Austin Playhouse's Shakespeare in Love
The Oscar-winning film makes a successful transition to the stage through Don Toner's marvelous production
Reviewed by Shanon Weaver, Fri., March 30, 2018
Most established theatre companies in Austin have a distinctive "voice" to their work, and Austin Playhouse is no exception. The source material for its current production, Shakespeare in Love, is, obviously, the screenplay of the same name by Marc Norman and Tom Stoppard, adapted for the stage by Lee Hall. Arguably, Stoppard's hand in that Academy Award-winning film is where it and Austin Playhouse's voice sync up; the company has a history of producing Stoppard, from his original works such as Arcadia, Travesties, and The Real Thing to his adaptation of Chekhov's The Seagull. It's a pairing that has worked quite well in the past and works extraordinarily well in the present.
While the stage version differs from the film in a few key areas – gone is the thread with Shakespeare, Rosaline, and the Master of Revels, for example – it keeps the story mostly intact. It's still the romantic comedy of lovelorn William Shakespeare experiencing in real time his own inspiration for Romeo and Juliet. (Also Twelfth Night, if we get down to it.) Where moments from the film that wouldn't work onstage are eliminated, they're replaced by moments that work as well as, if not better than, their screen counterparts. This version seems even more stuffed with Shakespearean references and Easter eggs than the film, with some jokes specifically for theatre nerds – during the audition scene, for example, an actor is asked for his "contemporary monologue," then launches into Faustus.
Fans of the film who are so familiar with it that they know not only its dialogue but also its rhythm and pacing will find some of the rhythm, pacing, and even line delivery here lifted straight from the film – director Don Toner and assistant director Lara Toner Haddock apparently having subscribed to the precept that if it ain't broke, don't fix it. When this does happen, however, it's not at all objectionable, and otherwise they helm a marvelous cast and crew through a production that is distinctively Austin Playhouse.
Having made his bones throughout the years at Austin Playhouse, Stephen Mercantel proves he can deftly carry a show as the Bard himself, full of all the brashness and bravado you'd expect from Billy Shakes, without channeling Joseph Fiennes. A powerhouse ensemble makes for plenty of stolen scenes, though, and J. Ben Wolfe as Ned Alleyn, leader of the Admiral's Men; Brian Coughlin as Lord Wessex; and Mary Agen Cox as Queen Elizabeth I all dominate any scene in which they're present. Also notable are Huck Huckaby's Fennyman, Bernadette Nason's Nurse, and Jason Newman's Kit Marlowe, who enjoys a rather expanded role in the stage version. And Claire Grasso (as per usual) gives a riveting and memorable performance as Viola de Lesseps, the fiery and ultimately otherwise betrothed love interest of Shakespeare, providing the inspiration for Juliet and, eventually, Viola in Twelfth Night.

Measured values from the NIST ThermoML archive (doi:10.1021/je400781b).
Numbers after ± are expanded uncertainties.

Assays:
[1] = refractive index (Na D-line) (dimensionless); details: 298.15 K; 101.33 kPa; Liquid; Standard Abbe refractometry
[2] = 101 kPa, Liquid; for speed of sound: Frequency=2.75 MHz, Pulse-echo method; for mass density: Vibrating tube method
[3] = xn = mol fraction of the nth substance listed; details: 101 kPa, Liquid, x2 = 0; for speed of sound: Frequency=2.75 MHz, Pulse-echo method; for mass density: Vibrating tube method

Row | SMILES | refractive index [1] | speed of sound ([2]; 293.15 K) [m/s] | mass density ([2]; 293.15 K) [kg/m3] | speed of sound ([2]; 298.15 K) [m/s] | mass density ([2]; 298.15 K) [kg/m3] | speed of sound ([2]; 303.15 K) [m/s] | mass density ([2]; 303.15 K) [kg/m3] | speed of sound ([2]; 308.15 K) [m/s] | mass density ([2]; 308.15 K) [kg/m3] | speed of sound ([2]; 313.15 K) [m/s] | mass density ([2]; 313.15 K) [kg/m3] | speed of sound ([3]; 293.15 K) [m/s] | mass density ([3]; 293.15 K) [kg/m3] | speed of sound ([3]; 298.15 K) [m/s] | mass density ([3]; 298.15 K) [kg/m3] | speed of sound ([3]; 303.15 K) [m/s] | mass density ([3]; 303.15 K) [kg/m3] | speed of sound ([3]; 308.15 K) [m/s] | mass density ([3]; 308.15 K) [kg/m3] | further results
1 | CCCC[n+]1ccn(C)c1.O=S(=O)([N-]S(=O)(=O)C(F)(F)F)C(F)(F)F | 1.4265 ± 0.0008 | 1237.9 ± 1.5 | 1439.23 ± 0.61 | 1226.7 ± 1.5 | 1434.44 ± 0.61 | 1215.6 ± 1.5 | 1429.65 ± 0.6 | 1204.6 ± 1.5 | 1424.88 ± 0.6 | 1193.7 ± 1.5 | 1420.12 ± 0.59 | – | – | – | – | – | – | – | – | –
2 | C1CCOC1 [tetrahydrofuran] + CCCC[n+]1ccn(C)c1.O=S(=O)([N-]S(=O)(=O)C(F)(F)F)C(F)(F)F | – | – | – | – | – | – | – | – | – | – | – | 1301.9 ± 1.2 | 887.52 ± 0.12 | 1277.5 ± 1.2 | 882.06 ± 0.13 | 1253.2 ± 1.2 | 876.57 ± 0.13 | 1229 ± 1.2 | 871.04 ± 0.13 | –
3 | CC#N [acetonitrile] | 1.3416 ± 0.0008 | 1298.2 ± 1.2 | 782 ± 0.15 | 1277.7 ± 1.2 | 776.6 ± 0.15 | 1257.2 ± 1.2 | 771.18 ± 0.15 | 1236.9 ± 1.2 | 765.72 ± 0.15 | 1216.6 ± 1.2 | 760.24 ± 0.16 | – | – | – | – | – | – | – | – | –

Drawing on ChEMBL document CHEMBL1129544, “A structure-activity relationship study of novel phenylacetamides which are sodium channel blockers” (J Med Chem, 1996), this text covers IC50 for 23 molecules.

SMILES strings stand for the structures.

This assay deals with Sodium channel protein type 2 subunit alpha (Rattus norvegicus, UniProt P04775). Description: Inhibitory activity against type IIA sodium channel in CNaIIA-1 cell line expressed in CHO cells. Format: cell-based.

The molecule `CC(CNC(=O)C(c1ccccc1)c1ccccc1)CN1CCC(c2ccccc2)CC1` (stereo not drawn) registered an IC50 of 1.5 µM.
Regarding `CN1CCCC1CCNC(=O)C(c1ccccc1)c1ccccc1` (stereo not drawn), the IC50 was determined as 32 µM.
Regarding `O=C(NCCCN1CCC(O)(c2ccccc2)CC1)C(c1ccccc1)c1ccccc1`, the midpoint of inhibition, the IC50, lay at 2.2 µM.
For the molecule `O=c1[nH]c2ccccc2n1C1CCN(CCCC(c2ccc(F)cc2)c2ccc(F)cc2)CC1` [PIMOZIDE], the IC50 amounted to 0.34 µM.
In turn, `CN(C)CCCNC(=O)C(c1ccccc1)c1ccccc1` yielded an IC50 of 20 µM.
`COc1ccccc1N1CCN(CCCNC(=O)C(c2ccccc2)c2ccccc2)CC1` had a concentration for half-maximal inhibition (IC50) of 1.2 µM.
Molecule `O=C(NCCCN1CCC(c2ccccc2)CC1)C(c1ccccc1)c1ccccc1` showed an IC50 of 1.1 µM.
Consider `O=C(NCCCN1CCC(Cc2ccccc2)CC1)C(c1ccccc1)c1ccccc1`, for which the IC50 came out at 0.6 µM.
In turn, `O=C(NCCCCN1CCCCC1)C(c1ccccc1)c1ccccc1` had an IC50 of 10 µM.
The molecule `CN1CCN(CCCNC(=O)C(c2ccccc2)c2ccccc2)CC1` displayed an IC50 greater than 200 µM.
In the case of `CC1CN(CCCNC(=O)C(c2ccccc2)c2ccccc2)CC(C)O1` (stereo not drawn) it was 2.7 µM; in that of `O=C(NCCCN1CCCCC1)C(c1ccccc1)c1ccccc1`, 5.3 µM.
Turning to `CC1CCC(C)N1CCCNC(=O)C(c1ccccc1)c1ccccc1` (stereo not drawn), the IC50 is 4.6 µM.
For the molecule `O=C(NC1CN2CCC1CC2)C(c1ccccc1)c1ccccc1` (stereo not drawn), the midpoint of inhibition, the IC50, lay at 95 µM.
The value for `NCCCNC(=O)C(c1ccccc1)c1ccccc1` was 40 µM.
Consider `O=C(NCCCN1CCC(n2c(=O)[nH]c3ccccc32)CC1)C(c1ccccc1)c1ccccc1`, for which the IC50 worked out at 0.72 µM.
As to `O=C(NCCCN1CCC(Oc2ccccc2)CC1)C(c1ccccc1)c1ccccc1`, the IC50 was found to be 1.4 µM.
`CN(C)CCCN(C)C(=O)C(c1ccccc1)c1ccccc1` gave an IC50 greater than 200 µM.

The show is clearly meant for a larger space, and it's admirable how the design team has crammed within this wooden "O" the very casques that did affright the air at Aginc ... wait, wrong Shakespeare play, but you understand. Mike Toner's set is intuitively designed, yet simple enough to not crowd the playing space. The gondola scene is handled in a particularly creative way. Mark Novick's lights and Joel Mercado-See's sound design help to forge a perfect Elizabethan environment capped off by Buffy Manners' exquisite costume design. Toby Minor's fight choreography is vivid and vicious, though a bit nerve-racking given the small area in which swords are flashing about.
With so many movies turned into hit musicals in recent years, one might wonder whether that type of success could happen with a straight play. Though Shakespeare in Love's Mr. Fennyman might reply, "I don't know, it's a mystery," this production proves that it can, beyond a shadow of a doubt.
Shakespeare in LoveAustin Playhouse at ACC Highland campus, 6001 Airport, 512/476-0084
Through April 22
Running time: 2 hr., 30 min.